I spoke with one breeder by phone but it was really just more of the same type of information. I made sure I had looked at her web site, found her dogs in OFA and poodle health database, and knew basic details about her so I wasn't asking questions that were easily answered on her web site. I suspect the phone interview is more about making sure she has the type of dog you want, e.g., if you want a therapy dog but she breeds for agility and hunting, she might not be able to meet your needs. I'll say that I hate talking on the phone, but my conversation with Katie's breeder was wonderful.
 

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Discussion Starter #16 (Edited)
(I hope this will help Damon'sMom too, and isn't a hijacking. :) I considered making another thread, but it seems to fit perfectly in this one. Sorry if this is impolite!)
Don't worry about it Begemot. :) I was wondering about what to expect during the phone interview as well.

I don't think age would be an issue (assuming you're not 12 :) ) From your posts here, you seem to be a responsible, caring person who can provide a great home. That's what breeders are going to see.
Haha I am not 12 thats for sure. Thank you thats nice of you to say. :)
 

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My phone conversations were all very casual. I found that it was almost like talking with an old friend you hadnt talked with in years.

They asked me what got me into the breed we spoke at length about my experiences with them. They asked what I was planning on doing, if anything, with my next puppy. I was asked how I had heard about their kennel and if I had been to their site and seen their dogs there or at shows. I was also asked what other breeders I had spoken with that were also helping me.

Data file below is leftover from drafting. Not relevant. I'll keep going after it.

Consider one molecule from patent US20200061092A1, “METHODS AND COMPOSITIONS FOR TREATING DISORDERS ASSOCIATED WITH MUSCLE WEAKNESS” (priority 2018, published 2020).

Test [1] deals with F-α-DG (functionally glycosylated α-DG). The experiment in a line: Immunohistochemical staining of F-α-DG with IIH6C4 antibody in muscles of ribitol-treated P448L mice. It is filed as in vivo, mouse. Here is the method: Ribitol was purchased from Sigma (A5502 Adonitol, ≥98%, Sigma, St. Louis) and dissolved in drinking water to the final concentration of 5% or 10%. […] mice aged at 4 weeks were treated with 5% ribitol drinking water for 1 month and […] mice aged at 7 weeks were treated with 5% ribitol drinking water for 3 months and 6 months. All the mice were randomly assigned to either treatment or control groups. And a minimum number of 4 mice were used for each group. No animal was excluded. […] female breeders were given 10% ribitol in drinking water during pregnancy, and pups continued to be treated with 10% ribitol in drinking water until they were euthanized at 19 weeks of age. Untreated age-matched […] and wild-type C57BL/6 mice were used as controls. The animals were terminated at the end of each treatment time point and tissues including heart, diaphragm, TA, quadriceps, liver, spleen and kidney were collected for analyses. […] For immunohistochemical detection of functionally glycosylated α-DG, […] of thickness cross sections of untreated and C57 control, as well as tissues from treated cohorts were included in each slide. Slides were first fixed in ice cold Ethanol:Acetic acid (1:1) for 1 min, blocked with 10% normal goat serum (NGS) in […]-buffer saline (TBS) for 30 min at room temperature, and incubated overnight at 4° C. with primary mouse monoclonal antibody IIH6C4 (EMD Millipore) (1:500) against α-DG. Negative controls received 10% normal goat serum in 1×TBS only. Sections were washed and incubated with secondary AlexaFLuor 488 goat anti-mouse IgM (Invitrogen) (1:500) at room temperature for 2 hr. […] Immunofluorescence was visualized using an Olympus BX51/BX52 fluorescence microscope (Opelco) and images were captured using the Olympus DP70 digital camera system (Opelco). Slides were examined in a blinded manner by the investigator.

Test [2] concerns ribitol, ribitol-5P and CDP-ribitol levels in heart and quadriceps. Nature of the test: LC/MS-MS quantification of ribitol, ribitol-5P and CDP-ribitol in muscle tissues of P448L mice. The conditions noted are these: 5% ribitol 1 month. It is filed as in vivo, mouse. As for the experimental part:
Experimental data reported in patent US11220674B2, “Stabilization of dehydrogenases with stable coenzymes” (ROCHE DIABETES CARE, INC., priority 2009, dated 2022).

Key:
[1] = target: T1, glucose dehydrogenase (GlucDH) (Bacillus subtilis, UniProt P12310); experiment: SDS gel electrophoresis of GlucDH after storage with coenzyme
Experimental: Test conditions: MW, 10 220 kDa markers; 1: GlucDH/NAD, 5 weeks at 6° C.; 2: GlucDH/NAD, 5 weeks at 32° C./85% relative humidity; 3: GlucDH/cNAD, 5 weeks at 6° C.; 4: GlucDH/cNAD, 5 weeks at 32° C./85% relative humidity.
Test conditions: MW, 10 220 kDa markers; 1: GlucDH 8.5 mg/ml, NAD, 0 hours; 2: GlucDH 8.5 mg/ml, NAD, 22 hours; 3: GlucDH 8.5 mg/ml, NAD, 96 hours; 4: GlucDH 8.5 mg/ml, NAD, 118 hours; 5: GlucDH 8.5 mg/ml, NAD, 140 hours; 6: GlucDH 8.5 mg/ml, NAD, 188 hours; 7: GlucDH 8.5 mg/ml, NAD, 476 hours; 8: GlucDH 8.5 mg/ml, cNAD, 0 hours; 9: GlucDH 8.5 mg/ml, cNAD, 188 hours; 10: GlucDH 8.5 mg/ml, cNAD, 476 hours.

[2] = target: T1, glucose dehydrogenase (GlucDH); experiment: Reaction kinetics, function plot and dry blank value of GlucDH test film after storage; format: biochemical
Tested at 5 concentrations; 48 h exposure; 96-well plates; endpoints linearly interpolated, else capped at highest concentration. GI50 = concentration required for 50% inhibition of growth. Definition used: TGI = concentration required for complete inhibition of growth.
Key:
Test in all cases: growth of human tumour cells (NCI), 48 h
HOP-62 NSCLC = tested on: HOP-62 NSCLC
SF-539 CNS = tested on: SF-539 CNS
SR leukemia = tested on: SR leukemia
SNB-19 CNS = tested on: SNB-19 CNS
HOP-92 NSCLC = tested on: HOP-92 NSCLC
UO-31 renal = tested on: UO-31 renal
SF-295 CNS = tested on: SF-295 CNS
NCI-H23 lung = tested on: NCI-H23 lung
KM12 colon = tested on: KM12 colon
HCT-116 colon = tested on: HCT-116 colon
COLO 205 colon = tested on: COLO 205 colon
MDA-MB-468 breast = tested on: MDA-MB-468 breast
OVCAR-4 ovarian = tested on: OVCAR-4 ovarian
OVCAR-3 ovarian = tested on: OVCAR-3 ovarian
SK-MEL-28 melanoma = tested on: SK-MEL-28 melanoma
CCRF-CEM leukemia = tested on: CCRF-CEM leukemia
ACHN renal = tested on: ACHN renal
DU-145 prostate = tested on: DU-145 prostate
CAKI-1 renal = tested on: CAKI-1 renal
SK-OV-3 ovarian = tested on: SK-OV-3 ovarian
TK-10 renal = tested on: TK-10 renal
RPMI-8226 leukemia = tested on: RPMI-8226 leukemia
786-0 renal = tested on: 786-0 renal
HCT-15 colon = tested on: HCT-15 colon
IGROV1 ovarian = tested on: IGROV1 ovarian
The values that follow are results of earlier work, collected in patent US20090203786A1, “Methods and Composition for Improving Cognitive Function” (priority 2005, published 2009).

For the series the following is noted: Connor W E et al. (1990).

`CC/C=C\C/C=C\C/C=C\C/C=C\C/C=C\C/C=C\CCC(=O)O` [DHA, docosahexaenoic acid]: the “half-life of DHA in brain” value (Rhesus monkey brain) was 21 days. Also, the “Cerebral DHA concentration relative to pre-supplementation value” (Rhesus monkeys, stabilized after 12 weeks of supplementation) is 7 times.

Some things I offered right away without being asked were; my living situation, things I planned on doing with my current dog, how much time is spent with her doing activities or training and exercise, and my future plans in terms of living situations (to show there is/will be stability).

My initial emails were no more than 2 to 3 relatively short paragraphs. Everything else was talked about over the phone. My phone conversations last/ed anywhere from half an hour to an hour or more.
 

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With Mia's breeder I simply emailed and said I was interested in a dog. Told them a bit about myself- I was a student, had another papillon, did agility, etc. Told them what I wanted in a dog and asked if they had anything or if they had a referral. I asked about one specific dog that ended up not being a good fit. She came back emailing me that she thought one of the puppies might fit what I wanted and described her to me. We went from there.

My next dog by the time I get it will be a 7 year long process. I'm currently in the phase of looking at breeders, meeting dogs, and getting reccommendations. Partially because it's a new breed and partially because the breed varies wildly and I don't like the temperament of all of them I meet. I'm planning on emailing the breeders I'm narrowing down at least a year in advance in hopes of finding the right one. I'm going to be very picky about what I want from this breeder and won't settle for less.
 

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Discussion Starter #19
My next dog by the time I get it will be a 7 year long process. I'm currently in the phase of looking at breeders, meeting dogs, and getting reccommendations. Partially because it's a new breed and partially because the breed varies wildly and I don't like the temperament of all of them I meet. I'm planning on emailing the breeders I'm narrowing down at least a year in advance in hopes of finding the right one. I'm going to be very picky about what I want from this breeder and won't settle for less.
Do you mind if I ask what breed you are looking at?
 

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Do you mind if I ask what breed you are looking at?
Border collie. So yeah lots of various lines and types and temperaments out there.